Edward VIII (1936)
The oldest son of King George V and Mary of Teck, Edward gained a reputation for being something of a playboy in his youth. Handsome, youthful, and popular, his series of scandalous sexual liaisons worried his father who believed Edward would ‘ruin himself’ without his paternal influence.
On his father’s death in 1936, Edward ascended the throne to become King Edward VIII. Some were wary of his approach to kingship, and what was perceived to be his interference in politics: by this point, it was long established that it was not the monarch’s role to be too heavily involved in the day to day running of the country.
Behind the scenes, Edward’s long-standing affair with Wallis Simpson was causing a constitutional crisis. The new king was completely besotted with the divorced American Mrs Simpson, who was in the process of having her second marriage divorced by 1936. As Head of the Church in England, Edward could not marry a divorcee, and a morganatic (civil) marriage was blocked by the government.
In December 1936, the news of Edward’s infatuation with Wallis hit the British press for the first time, and he abdicated shortly afterwards, declaring
“I have found it impossible to carry the heavy burden of responsibility and to discharge my duties as king as I would wish to do without the help and support of the woman I love.”
He and Wallis lived out the rest of their lives in Paris, as the Duke and Duchess of Windsor.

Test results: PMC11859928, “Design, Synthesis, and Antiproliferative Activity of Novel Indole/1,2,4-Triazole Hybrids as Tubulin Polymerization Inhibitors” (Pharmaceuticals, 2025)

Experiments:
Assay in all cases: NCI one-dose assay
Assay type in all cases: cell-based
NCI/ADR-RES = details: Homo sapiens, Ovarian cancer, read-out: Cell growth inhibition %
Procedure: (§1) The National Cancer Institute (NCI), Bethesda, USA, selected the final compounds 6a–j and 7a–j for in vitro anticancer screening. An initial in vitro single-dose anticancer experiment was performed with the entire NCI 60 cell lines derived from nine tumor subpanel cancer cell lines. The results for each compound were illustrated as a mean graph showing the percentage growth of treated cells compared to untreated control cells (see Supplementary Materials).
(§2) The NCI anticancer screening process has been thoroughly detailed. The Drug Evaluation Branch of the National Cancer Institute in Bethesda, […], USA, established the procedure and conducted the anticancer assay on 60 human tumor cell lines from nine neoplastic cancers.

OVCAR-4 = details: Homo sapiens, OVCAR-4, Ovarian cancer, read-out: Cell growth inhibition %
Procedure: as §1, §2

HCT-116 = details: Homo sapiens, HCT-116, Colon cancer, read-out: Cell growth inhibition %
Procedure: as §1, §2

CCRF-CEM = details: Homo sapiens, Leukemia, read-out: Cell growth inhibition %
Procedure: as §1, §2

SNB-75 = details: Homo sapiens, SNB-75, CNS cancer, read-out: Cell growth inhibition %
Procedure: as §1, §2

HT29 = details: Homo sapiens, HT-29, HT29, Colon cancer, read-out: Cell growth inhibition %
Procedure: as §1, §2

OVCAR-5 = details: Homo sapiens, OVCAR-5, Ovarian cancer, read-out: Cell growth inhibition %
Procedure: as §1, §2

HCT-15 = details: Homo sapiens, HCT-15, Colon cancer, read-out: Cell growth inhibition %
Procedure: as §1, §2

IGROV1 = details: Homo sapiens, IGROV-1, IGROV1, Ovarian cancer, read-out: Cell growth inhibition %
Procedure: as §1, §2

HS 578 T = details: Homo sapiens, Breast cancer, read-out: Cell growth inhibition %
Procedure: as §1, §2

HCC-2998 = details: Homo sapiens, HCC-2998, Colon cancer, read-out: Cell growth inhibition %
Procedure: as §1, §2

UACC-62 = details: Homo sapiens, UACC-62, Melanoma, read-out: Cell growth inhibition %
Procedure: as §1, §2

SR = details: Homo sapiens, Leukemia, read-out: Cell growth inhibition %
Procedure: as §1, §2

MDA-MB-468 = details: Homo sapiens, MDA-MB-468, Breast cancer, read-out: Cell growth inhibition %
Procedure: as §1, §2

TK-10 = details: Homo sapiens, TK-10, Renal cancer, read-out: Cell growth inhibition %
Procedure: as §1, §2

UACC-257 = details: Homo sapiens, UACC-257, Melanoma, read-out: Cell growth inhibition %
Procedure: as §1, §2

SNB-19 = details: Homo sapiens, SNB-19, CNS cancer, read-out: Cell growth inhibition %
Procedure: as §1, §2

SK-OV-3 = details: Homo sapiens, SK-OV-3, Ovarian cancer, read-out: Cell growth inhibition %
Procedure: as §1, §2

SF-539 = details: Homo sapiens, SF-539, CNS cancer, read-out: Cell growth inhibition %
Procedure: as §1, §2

George VI (1936-52)
The second son of King George V and Mary of Teck, and the younger brother of King Edward VIII, George – known as ‘Bertie’ to his family as his first name was Albert – never expected to become king. Albert served in the RAF and the Royal Navy during the First World War, and was mentioned in despatches for his role in the Battle of Jutland (1916).
In 1923, Albert married Lady Elizabeth Bowes-Lyon: some viewed this as a controversially modern choice given she was not of royal birth. The pair had two children, Elizabeth (Lilibet) and Margaret. Following his brother’s abdication, Albert became king, assuming the name George as monarch: the relationship between the brothers was somewhat strained by the events of 1936, and George forbade his brother from using the title ‘His Royal Highness’, believing he had forfeited his claim to it on his abdication.
By 1937, it was becomingly increasingly clear that Hitler’s Germany was a threat to peace in Europe. Constitutionally bound to support the Prime Minister, it’s unclear what the King thought of the alarming situation. In early 1939, the King and Queen embarked on a royal visit to America in the hope of preventing their isolationist tendencies and keeping relations between the nations warm.